KNOWLEDGE MAP Back to overview

An overview of insights on the (un)sustainability of the international food system.

Food & Sustainability

…as supermarket?

As the direct point of sale for consumers, supermarkets have the opportunity to introduce sustainability in their offering. They themselves can reduce food waste, cooperate with other actors to innovate sustainably, trace product origins and encourage sustainable consumer behaviour.

The supermarket as point of sale

We buy most of our food in the supermarket, which is why this party can influence the demand for sustainable products. At the same time, the supermarket is also dependent on the wishes of the consumer. Because big supermarket chains have gained a greater share in the retail market, they have growing leverage to stimulate sustainability across the food chain, by setting sustainable purchasing conditions (standards that suppliers must meet to be allowed to sell to them).

PBL (2013), p. 103-104.

Sustainability themes

A major objective for supermarkets today is realising a sustainable meat, dairy and fish assortment through the use of labelling or higher purchasing standards. Within the Alliance for Food Sustainability for example, supermarkets have committed themselves to an annual revenue growth of the intermediate segment (among others, meat with at least one Better Life star and fish with an MSC certificate) of 15%. The supermarket can also reduce food waste, partly by matching supply and demand more closely and sending products that are nearing their expiry date to food banks or reworking plants. Furthermore, it is important to also trace the food chain across national boundaries, in order to assess sustainability indicators there.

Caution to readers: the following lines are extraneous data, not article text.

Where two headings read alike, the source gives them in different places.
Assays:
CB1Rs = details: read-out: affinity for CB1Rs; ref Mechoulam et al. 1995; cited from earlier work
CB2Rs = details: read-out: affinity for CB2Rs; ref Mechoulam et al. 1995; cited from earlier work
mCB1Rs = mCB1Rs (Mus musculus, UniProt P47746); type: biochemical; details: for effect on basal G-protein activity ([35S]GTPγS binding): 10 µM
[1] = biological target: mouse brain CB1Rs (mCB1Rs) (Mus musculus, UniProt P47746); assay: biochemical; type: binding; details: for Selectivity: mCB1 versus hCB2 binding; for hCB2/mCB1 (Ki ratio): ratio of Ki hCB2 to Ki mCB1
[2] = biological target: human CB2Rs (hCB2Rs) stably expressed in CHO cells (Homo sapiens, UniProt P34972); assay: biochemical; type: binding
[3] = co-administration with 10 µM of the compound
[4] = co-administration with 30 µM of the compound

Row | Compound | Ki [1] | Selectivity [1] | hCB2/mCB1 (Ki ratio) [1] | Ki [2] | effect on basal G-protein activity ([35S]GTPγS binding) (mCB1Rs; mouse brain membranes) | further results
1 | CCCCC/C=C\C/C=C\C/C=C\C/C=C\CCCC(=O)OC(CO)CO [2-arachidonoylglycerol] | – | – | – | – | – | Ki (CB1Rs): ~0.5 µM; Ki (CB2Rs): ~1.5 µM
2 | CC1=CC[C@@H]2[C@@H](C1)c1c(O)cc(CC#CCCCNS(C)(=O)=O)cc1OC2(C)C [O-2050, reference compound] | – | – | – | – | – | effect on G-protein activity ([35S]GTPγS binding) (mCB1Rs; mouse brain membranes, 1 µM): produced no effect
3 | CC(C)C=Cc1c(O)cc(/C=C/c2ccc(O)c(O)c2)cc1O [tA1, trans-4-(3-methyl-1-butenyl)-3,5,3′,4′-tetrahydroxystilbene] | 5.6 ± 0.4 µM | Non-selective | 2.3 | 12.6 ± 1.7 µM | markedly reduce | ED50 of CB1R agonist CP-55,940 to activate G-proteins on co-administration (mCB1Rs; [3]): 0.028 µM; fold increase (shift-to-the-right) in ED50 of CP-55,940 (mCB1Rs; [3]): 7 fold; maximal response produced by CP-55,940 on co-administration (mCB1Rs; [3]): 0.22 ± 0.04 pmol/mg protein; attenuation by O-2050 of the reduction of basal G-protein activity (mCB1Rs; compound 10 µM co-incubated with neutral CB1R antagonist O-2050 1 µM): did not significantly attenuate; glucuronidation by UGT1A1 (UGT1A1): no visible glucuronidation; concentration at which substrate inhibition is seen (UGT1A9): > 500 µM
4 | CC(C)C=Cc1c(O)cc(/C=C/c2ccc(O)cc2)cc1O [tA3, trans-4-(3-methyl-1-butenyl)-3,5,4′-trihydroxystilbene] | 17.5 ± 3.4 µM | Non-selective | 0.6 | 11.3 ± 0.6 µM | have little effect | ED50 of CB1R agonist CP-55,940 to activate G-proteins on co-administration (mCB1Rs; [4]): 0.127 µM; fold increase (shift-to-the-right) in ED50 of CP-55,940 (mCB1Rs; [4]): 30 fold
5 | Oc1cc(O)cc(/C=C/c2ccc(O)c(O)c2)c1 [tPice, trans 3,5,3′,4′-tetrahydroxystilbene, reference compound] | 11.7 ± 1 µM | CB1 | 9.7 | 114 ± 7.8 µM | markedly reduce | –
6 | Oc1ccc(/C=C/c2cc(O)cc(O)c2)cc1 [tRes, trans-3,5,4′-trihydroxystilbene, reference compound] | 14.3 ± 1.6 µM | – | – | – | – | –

CBL (2010), p. 3-10.

See also: Milieu Centraal Certificate Monitor.

Stimulate sustainable choices

Although the supermarket depends on the consumer for making a sale, considerable influence may be exercised on the shopping process. Bargains have a major impact on choices, but also the layout of the store is important: the greater the share of sustainable and healthy products in the range, the more they are purchased. Products located in the middle of the shelf or at eye level sell better. Positioning sustainable products right next to the less sustainable option is also effective, and so is making explicit how well sustainable product sales are going.

Schuttelaar & Partners & WUR (2012), p. 5-11.

Van Kleef, E., Otten, K., & van Trijp, H. C. (2012), p. 2.

Duurzame supermarktinitiatieven CBL.

Case study: Instock

Instock is a restaurant in Amsterdam, The Hague and Utrecht that gets 80 to 100% of its products from local Albert Heijns, where it might otherwise have been wasted. All kinds of potatoes, vegetables, fruits and breads that have remaining shelf lives that are too short to be sold, but still comply with safety requirements, can still be eaten. Other destinations for almost expired food include food banks. In this way, supermarkets can get the most value out of food that is likely to be lost otherwise.

Website Instock